Being ourselves, fascinated and fascinating others, so that the values that are higher than ourselves become shared by a deeper spirit.
British Captain Anthony Clarke, ready to bomb the city of Sansepolcro, experienced a quake of the spirit. He could not go ahead with the mission. From the last stratum of his soul rose a memory, a sentence that had been clinging to his heart for years, as lappets used to cling to the hem of his uniform breeches. He was – the captain – an (aest)ethical man and what overwhelmed him were the words of Huxley that he had read, long ago, in who knows which British library. The place in front of him was not just any old place. In the words of the great English writer, Sansepolcro was home to the most magnificent painting in the world: Piero della Francesca’s Resurrection. The cannons had to be stopped.
This is how an (aest)ethical person is incapable of meekly submitting to society’s dominant ethics. After all, if there is anything that philosophy unanimously considers a sin, it is failing to live an authentic life. A life that allows us to look back on our history without personal or public shame. Hence, the well-known fallacy in the psychoanalysis of the individual can be linked to the broader context that the Bel Paese is facing today. It is small, just as small as we all are, set in a world of giants armed to the teeth, armed with the same nuclear power that is mentioned here and there in the skilful strategies of tension that the powerful propose to us citizens of the world.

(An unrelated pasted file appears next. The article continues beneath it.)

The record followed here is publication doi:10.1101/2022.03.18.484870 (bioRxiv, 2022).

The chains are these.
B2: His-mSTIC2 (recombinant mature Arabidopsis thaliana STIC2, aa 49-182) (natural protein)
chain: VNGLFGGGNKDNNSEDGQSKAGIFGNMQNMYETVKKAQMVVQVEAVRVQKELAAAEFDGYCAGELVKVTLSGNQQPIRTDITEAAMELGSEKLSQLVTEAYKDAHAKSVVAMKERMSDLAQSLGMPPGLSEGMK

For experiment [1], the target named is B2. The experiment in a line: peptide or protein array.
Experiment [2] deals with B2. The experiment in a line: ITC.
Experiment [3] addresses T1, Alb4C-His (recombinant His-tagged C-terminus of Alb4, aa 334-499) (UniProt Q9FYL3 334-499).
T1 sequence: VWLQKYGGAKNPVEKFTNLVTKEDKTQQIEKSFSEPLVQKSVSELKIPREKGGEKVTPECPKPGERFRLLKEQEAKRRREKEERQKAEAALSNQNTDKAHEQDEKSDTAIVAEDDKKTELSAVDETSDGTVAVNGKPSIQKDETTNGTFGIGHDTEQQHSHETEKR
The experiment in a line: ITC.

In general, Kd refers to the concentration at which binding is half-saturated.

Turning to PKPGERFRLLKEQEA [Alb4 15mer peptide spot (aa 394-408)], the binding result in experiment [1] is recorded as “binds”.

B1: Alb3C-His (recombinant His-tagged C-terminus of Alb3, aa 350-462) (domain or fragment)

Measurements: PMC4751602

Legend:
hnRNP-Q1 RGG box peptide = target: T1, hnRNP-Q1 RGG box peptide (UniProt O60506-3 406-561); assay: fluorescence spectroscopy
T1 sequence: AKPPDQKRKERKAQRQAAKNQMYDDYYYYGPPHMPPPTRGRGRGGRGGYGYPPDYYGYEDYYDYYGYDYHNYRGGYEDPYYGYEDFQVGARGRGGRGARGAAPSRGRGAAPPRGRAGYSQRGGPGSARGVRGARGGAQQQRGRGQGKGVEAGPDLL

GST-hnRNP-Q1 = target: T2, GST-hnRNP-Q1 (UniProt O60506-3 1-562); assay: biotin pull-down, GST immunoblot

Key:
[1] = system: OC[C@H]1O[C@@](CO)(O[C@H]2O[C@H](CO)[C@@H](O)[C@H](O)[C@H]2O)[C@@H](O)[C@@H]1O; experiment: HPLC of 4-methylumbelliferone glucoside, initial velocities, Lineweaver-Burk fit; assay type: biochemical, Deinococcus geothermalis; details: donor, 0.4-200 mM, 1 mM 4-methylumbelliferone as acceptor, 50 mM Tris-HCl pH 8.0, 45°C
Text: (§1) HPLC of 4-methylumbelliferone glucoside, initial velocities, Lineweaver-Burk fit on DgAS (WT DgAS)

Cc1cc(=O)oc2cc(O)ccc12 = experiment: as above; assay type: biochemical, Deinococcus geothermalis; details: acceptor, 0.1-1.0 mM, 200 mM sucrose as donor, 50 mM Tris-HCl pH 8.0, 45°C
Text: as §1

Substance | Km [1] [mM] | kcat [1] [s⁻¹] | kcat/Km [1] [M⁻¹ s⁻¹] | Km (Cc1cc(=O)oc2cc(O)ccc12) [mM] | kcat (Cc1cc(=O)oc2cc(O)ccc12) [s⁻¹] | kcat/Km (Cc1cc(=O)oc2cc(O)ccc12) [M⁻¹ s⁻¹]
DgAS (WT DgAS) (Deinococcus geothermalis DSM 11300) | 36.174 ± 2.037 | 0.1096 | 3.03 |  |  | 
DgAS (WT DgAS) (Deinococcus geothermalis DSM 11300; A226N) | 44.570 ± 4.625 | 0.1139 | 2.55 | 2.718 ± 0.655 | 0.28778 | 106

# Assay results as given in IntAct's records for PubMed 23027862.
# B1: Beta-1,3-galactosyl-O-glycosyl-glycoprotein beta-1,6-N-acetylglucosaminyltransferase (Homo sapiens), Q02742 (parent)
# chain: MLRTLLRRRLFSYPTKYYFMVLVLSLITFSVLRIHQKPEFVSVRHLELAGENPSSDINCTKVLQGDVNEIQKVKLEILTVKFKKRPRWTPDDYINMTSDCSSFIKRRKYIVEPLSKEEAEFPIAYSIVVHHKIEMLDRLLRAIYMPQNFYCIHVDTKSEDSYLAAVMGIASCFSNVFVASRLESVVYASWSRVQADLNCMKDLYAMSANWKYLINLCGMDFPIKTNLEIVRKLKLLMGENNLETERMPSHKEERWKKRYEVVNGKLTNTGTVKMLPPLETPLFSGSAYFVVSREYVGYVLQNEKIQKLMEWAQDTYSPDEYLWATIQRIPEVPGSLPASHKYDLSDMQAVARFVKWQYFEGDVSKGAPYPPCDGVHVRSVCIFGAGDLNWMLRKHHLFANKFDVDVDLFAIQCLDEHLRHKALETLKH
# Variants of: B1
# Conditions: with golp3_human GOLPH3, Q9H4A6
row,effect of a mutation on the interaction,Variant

So, what to do when there is no weaponry, when you are tiny in the midst of giants? Is it truly possible that art can save the world?
Not necessarily, but it is the only hope worth holding on to. It is up to us to consider the story of Captain Clarke in its finest significance. The spontaneous observation that arises from this episode, in his life, is that there are forms of authority that become metaphysically untouchable, that provoke such a high sense of reverence in the human spirit that the cannons are forced to stop. As for the destiny of Italy, of Europe, of each and every one of us as individuals, it is probably necessary to try to be that country, that continent, or that single life in the world in which aesthetics moves the ethics of the observer. It is being fully what we are and what we historically represent: the cradle of culture, the source from which the most generous abundance of beauty known to history has been created.
It is by becoming ourselves to the fullest, and by forcing ourselves to adhere to higher and firmer principles, that we become the safe haven for any peace treaty. Finally, it is coming to terms with the idea of not copying others’ examples, which make us look like caricatures, but allowing ourselves to be inspired by others only in what can make us stronger in temperament – if putting it that way makes it clearer. Without complacency, without posing, without vanity.
Reaching the awareness that our only card to play, in a world of threatening supergiants, is a sort of inspirational obeisance, a sort of respect towards something greater. Taking the bet that no one will dare commit a sin because we would be a white dove flying over a scorched field. Being ourselves, fascinated and fascinating others, so that the values that are higher than ourselves become shared by a deeper spirit.
This can be a bulwark of hope for all of us, perhaps an old-fashioned kind of weaponry in the face of the barbarities we are all enduring today; nevertheless, it should be our goal, our guiding star through the night. Let us prove that, in the very same book of the Inferno, << you were not made to live like brutes/but to follow virtue and knowledge >> was not written by Dante in vain.